Author Topic: Building a Soundproof Isolation Booth / Chamber for Sax Practice - Lots of Ques  (Read 4483 times)

jodaboda

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I'm planning to build a soundproof(-ish) practice booth for playing sax. Approximate dimensions 4'x4' (because drywall comes in 4' widths, and that's a good size given what I have available), by probably 6-1/2' high. The apartment is already pretty good (old building, not new cheap drywall construction). I'm looking to really focus on 100hz-1000hz. I think much below that isn't a problem with a sax, and above that will be attenuated by the apartment walls anyway.

The general construction will be 2x4s and 5/8 drywall.

First question is about the base. I'll have a carpet inside, then below that MDF (plywood, similar, etc.), then a frame of 2x4 with loose MLV for LF absorption and blocking. Below that, more MDF. Is this a good layering system? Should I have closed-cell foam at the bottom, or rubber spacers, casters or something else? (to prevent resonating the floor)

I think that since there will be the huge air gap (from the booth to the wall of the apartment), it's probably overkill to do Green Glue and two layers of drywall, right?

Door will be a 24" fire door from Home Depot for around $100. Weather sealing or whatever necessary to make it airtight.

"Roof" will be MDF, then a frame of 2x4s, and MDF on top of that. Exhaust system will be in the 2x4 frame. Enough angles/baffling to prevent too many highs from escaping, and since the lows try to go straight through, the MDF will block it. Should I put drywall on there? MLV? Fine as-is?

Sax is somewhat directional; sound comes out straight forward, up, and to the right. Should I put extra soundproofing material in those walls (forward and right)?

I'm planning on having just the basics done soon (base, frame, drywall, and top). I'll tack my Producer's Choice blankets inside, but otherwise keep pretty bare. This leaves me the opportunity to, later on, fill the walls with 703 and possibly tack on a layer of MLV inside. I spend a minimum of money on it now, but have an upgrade path.

Any foreseeable weak points?

Also, as a general construction question, should I put foam or something between the drywall and 2x4s, or is this not doing anything since they are screwed together anyway? Should I screw them together then use acoustic sealer/silicone on the inside seam?

Any input appreciated! This is a pretty big project for me, but I'm really looking forward to it...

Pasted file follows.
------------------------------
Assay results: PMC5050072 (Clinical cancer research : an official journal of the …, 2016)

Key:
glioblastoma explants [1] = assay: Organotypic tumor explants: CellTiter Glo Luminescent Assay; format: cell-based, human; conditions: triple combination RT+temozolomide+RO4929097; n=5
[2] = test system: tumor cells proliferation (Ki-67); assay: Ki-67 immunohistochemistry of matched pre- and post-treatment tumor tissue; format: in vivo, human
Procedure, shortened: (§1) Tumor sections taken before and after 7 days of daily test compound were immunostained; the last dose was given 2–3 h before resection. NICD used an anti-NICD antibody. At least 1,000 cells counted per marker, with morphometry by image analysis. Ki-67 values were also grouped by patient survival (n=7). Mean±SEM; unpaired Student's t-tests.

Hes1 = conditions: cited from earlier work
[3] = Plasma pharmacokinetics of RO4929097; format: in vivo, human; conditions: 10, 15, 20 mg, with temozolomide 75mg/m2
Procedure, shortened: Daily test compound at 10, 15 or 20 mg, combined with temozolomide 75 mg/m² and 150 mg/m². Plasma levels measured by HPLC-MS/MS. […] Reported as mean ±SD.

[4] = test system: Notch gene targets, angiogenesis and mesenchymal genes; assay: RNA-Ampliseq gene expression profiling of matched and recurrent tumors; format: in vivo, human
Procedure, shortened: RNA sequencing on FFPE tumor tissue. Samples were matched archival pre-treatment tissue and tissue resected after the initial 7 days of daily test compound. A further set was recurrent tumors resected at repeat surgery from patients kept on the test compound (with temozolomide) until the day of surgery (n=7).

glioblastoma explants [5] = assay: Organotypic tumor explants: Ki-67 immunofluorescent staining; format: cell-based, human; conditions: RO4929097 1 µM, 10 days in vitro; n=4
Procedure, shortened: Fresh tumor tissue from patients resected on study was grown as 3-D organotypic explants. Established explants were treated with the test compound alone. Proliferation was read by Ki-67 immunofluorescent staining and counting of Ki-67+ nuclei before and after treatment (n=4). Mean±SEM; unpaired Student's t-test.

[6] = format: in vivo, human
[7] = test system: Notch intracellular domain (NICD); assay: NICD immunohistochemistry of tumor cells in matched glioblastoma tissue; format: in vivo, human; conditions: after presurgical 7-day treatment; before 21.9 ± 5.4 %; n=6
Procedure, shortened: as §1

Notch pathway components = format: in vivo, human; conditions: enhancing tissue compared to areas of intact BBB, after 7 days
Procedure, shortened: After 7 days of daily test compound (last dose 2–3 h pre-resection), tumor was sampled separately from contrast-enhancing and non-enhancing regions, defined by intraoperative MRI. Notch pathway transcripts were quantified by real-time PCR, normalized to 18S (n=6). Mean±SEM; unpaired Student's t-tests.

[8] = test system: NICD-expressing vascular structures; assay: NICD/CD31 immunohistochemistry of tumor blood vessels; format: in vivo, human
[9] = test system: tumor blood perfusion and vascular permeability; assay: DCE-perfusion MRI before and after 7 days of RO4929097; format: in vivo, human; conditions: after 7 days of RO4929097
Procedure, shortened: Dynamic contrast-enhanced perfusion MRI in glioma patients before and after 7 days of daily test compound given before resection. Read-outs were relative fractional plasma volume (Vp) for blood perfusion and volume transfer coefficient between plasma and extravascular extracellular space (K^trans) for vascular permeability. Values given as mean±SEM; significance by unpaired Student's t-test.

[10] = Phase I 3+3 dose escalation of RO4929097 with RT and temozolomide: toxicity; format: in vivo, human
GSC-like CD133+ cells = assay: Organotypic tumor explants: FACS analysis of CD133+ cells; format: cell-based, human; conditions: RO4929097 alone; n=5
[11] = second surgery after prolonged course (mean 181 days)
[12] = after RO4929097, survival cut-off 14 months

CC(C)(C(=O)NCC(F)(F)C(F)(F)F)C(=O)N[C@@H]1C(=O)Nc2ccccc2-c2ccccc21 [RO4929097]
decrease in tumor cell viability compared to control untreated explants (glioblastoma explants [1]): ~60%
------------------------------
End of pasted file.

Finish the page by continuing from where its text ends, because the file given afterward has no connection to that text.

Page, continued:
Randy S

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Ok your on the right track, if your going to use mass loaded vinyl than use it for all 6 sides of the room..you want to keep your bubble equal.

Once you've built the room you can always add a second layer with green glue at a later date if you need to.

I wouldn't use the mdf inside the room use MLV and drywall. your not building a speaker box..

Isolation padding tape will help and its cheap. Use it.

Make sure you seal this thing like a fish tank! no leaks any where.
Randy Sieg

Super Soundproofing Co
www.soundproofing.org
888-942-7723
Ph. 760-752-3030
Fax.760-752-3040

jodaboda

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Thanks!  Do you have an opinion on attaching the MLV stiff/taut to the drywall or 2x4s, vs. having it hang "limp" (just tacking it on the inside at the top) so it works to absorb some LF rather than just reflecting it?

Randy S

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you will have to email me direct in order for me to send the instruction sheet.

Randy@soundproofing.org

Randy S.



Randy Sieg

Super Soundproofing Co
www.soundproofing.org
888-942-7723
Ph. 760-752-3030
Fax.760-752-3040

johnbergstromslc

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Thanks!  Do you have an opinion on attaching the MLV stiff/taut to the drywall or 2x4s, vs. having it hang "limp" (just tacking it on the inside at the top) so it works to absorb some LF rather than just reflecting it?

You don't want it completely limp, you can attach it to the studs as well as the top & bottom plates, but you absolutely don't want it taut.  It should be a bit 'loose' so it can deflect and absorb sound energy.